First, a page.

McCain's hot temper and intense patriotism are part of his Scots-Irish heritage. Where might they lead him?by Anatol Lieven / August 31, 2008 / Leave a comment
By ancestry, John McCain is a Scots-Irishman. That is to say, he comes from one of the oldest, most admirable and most worrying ethno-cultural traditions in the US. To a remarkable extent, that tradition is reflected in McCain’s character traits: his obstinancy; his tendency towards unshakeable friendship and implacable hatred; his hair-trigger temper; his deep patriotism; his obsession with American honour; and his furious response to any criticism of the US. These are not just the products of his military upbringing and experiences as a prisoner in North Vietnam, but also the result of his being the proud descendant of Indian-fighters and Confederate soldiers.
Non-Americans are not used to thinking of white Americans in terms of old ethno-cultural traditions, except when it comes to imported immigrants such as Italian-Americans. Yet the Scots-Irish cultural traits live on everywhere, from evangelical religion to country music. They have been examined by several great American scholars, including David Hackett Fischer and Kevin Phillips, as well as more popular authors like Walter Russell Mead.
Both sides of McCain’s family come from the old Confederate southwest: his father’s side from Missouri, his mother’s from Tennessee, Texas and Oklahoma. McCain’s great-great-grandfather, Will-iam Alexander “Fighting Bill” McCain, was a Confederate soldier. His paternal family took the classic Scots-Irish route in the 18th century, from Scotland, down from Virginia through the Carolinas to the old frontier in the Appalachians and beyond. McCain’s mother was born in Muskogee, Oklahoma, the setting for Merle Haggard’s iconic anthem of patriotic, conservative small-town America, “Okie From Muskogee,” where: “We don’t smoke marijuana in Muskogee/We don’t take our trips on LSD/We don’t burn our draft cards down on Main Street/We like livin’ right, and bein’ free.”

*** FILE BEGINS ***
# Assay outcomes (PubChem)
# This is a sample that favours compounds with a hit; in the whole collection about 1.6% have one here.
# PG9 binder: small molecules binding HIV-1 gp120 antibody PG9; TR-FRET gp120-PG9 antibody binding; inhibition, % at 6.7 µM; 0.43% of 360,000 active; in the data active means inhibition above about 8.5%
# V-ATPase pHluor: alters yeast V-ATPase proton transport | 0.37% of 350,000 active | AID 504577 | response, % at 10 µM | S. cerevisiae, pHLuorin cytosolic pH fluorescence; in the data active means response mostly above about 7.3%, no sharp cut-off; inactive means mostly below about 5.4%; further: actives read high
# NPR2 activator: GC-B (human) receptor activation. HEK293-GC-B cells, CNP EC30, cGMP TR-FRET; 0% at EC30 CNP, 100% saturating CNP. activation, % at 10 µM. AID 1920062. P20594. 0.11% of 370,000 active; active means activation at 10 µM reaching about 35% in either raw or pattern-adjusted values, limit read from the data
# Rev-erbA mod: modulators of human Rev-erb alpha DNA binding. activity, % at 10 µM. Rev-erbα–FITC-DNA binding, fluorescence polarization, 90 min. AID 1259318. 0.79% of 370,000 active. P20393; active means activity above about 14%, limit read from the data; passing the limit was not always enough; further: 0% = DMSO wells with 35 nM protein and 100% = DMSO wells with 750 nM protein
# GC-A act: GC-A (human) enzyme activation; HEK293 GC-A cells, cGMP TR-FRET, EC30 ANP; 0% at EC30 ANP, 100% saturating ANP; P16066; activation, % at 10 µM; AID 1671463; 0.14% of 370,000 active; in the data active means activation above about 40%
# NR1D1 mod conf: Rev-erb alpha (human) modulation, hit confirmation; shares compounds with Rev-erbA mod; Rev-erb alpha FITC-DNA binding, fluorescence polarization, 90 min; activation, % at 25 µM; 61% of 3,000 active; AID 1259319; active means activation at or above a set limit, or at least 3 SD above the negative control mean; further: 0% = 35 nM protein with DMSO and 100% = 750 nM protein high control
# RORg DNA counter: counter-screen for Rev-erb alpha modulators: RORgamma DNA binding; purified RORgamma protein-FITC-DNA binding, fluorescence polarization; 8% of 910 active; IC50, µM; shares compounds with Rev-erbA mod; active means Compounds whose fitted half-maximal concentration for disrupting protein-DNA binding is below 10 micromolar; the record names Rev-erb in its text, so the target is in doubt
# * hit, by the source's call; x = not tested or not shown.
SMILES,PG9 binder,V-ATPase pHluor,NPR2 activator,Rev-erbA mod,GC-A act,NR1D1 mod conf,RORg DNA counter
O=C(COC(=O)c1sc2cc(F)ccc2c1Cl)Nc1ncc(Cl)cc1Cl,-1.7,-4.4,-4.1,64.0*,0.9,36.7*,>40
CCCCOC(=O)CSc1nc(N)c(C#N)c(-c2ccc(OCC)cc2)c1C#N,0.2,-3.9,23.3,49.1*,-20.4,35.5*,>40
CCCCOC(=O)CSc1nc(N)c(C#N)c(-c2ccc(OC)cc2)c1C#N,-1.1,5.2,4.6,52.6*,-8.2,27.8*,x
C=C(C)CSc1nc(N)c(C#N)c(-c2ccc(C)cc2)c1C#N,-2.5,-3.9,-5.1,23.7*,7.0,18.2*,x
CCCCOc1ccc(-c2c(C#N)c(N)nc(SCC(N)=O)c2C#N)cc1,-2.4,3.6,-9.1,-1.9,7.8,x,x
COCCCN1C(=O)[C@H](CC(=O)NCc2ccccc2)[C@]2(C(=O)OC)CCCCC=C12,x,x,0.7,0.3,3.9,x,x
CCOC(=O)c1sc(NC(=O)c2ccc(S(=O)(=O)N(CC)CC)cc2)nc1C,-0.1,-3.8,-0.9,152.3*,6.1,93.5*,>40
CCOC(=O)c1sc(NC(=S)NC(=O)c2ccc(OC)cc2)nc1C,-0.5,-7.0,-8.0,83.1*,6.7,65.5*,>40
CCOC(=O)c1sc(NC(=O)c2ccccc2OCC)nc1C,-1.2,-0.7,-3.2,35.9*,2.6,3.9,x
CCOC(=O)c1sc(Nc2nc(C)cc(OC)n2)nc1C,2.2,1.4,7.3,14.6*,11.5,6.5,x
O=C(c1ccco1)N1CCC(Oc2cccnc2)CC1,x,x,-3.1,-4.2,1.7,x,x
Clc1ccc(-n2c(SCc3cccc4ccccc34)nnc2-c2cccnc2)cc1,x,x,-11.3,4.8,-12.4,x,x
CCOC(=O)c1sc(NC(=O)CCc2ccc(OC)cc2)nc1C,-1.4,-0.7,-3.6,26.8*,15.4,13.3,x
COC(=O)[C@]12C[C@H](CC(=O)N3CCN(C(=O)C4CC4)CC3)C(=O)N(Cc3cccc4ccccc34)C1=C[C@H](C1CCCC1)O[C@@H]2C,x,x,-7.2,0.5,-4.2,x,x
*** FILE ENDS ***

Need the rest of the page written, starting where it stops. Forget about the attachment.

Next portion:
The Scots-Irish tradition has been praised, with reservations, by another Scots-Irishman, Democratic senator Jim Webb, in his book Born Fighting: How the Scots-Irish Shaped America. Until he ruled himself out in early July, Webb was considered a favourite for Obama’s vice-presidential pick. This would have given the election a flavour of a Scots-Irish family feud—and you can’t get more combative than that.
The American Scots-Irish are the descendants of the Scottish Protestants settled in 17th-century Ulster by the Stuart kings, a process that involved the ethnic cleansing of much of the native Irish Catholic population. In the 18th century, those of the Scots-Irish who moved on to the western frontier of Britain’s colonies in North America took with them a prior experience of frontier fighting and a fundamentalist identification of their cause with God. The American frontier’s lawlessness, high levels of violence among white males and ferocious conflicts with the Native Americans perpetuated this culture into modern US society. In the words of a biographer of McCain’s personal hero, Scots-Irish president Andrew Jackson: “It appears to be more difficult for a North-of-Irelander… to allow an honest difference of opinion in an opponent, so that he is apt to regard the terms opponent and enemy as synonymous.” Similar things have often been said about McCain.
The Scots-Irish tradition belongs above all to the “greater south,” and is indeed at the core of most white southern traditions. The southern historian Grady McWhiney has gone so far as to attribute most of the cultural difference between the south and the rest of the US to the Scots-Irish heritage. The most enduring political reflection of this has been “Jacksonian nationalism,” named after President Jackson, whose career was shaped by ruthless conflict with Native Americans and their British, French and Spanish backers. Jacksonian nationalism has been described by Walter Russell Mead as one of the four key historical strands of US foreign and security policy.
The first defining character of the frontier was of course conflict with Native Americans, in which both sides committed appalling atrocities. This has bred in sections of the American tradition a capacity for ruthlessness and a taste for unqualified victory. The second was constant expansionism, often pushed for by the white frontier populations against the wishes of Washington administrations.